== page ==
client software is free.
     
    Christopher Muto, Nov 1, 2007
    #66
  7. LOL, I was in IT 35+ years but am retired now. I haven't had an OO
    Those people need to get out more.
     
    Rob Nicholson, Nov 1, 2007
    #67
  8. Journey

    Journey Guest

    Making the change to object oriented systems is often hard for
    long-time professionals who didn't learn that way. It took me a long
    time to appreciate object-oriented programming for _some_
    applications.

    I like being able to create and use my own objects. For example, I
    created a financial program that would calculate various financial
    scenarios. I could create accounts, normal or tax deferred, expenses
    such as "car every 7 years with a start date", ongoing expenses, etc.
    I could then determine, in very clear terms, the financial impact of
    buying vs. renting, buying a car every 3 years vs. 7 or 10 years, etc.
    (the hard parts are that one can't predict the variables such as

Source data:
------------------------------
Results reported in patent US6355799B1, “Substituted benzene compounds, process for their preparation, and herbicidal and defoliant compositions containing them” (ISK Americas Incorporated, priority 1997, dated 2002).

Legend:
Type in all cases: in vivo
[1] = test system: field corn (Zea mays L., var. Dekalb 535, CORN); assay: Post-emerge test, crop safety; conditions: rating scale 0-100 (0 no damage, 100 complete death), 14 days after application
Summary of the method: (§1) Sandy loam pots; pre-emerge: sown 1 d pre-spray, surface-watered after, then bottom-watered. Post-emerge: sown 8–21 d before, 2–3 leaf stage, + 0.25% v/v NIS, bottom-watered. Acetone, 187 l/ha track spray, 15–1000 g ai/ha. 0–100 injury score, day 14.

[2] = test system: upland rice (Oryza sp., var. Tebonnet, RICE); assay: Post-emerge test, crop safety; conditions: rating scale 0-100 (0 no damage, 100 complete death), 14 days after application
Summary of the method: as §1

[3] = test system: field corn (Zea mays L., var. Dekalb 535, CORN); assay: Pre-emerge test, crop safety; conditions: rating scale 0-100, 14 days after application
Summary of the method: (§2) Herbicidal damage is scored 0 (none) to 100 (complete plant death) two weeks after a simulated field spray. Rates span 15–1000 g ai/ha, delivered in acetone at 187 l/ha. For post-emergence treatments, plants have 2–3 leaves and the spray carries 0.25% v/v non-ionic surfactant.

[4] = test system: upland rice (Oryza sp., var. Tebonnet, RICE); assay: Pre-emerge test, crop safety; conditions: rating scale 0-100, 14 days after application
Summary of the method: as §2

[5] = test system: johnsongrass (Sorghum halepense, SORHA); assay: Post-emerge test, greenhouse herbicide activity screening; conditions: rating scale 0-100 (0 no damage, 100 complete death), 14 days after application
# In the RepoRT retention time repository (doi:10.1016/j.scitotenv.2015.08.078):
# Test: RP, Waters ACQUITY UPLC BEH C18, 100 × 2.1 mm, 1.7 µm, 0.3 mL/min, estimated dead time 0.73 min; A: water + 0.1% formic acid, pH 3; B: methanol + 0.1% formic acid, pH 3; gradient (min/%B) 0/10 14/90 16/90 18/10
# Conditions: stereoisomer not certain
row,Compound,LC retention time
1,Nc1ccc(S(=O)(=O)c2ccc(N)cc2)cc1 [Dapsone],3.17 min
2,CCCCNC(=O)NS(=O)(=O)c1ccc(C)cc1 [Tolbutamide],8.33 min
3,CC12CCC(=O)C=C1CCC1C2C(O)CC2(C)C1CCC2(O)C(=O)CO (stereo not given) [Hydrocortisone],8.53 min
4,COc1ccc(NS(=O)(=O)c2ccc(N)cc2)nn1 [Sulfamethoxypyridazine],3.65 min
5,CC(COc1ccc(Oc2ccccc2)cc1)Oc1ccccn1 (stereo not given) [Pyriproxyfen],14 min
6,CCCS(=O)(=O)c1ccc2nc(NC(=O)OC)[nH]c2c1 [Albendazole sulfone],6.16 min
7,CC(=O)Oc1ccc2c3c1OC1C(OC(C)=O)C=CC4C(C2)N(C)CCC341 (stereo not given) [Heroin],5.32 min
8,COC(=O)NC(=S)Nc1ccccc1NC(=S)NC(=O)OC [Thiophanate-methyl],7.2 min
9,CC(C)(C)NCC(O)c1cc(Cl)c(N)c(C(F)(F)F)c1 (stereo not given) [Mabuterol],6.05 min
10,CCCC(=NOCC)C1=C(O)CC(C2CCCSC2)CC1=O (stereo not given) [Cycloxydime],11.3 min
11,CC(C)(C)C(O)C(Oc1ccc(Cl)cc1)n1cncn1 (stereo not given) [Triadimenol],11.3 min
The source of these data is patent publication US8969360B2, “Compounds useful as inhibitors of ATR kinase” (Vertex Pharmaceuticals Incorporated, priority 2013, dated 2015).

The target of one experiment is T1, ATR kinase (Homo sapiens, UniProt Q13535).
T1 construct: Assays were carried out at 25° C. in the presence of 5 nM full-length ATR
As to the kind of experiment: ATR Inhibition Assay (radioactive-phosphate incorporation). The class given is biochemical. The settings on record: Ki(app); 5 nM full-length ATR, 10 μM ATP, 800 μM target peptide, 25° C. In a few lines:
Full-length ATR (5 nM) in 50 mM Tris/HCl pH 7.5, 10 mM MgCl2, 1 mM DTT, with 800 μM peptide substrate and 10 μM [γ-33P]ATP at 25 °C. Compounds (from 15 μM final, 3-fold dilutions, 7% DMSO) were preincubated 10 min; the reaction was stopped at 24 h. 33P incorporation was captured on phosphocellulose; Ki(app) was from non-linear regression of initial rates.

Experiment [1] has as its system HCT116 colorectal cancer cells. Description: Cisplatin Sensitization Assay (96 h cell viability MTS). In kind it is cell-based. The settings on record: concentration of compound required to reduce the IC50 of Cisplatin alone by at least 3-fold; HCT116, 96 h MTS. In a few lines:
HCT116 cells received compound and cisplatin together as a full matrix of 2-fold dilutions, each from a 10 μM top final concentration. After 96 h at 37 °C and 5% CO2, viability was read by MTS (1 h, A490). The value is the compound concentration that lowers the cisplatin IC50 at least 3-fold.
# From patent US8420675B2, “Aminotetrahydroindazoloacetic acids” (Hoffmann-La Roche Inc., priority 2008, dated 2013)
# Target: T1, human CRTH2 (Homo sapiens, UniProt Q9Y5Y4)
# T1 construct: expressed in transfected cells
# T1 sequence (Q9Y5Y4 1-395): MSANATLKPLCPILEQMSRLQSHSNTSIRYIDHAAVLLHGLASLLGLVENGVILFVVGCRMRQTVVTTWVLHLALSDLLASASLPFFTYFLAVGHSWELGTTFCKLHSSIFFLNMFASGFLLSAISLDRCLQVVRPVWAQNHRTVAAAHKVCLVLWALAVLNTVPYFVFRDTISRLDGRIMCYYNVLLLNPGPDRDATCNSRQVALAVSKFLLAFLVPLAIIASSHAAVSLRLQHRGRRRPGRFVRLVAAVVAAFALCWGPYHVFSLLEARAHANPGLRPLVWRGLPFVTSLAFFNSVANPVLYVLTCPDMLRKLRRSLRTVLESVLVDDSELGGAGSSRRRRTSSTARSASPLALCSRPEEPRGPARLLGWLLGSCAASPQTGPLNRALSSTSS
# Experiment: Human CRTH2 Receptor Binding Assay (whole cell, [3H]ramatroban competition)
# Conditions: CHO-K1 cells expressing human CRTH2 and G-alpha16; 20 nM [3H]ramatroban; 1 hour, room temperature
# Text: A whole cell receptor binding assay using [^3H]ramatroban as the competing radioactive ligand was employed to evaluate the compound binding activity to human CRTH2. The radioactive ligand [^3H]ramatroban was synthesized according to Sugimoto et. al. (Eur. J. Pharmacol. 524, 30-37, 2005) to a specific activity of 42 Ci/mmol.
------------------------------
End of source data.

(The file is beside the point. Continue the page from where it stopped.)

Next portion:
interest rates accurately, and calculating taxes was not something I
    knew how to do). I was very surprised, and pleased, that my program
    produced the same results as Quicken's planner.

    So, object-oriented program obviously made that program a lot easier.
    That's the plus side.

    The down sides, for me, are many ...

    Learning an object-oriented language is a lot harder than a procedural
    one, because the language is the easy part. The hard part is the
    object model that goes along with it. For C++, it was MFC (Microsoft
    Foundation Classes) for Windows programming. Java, .NET, and other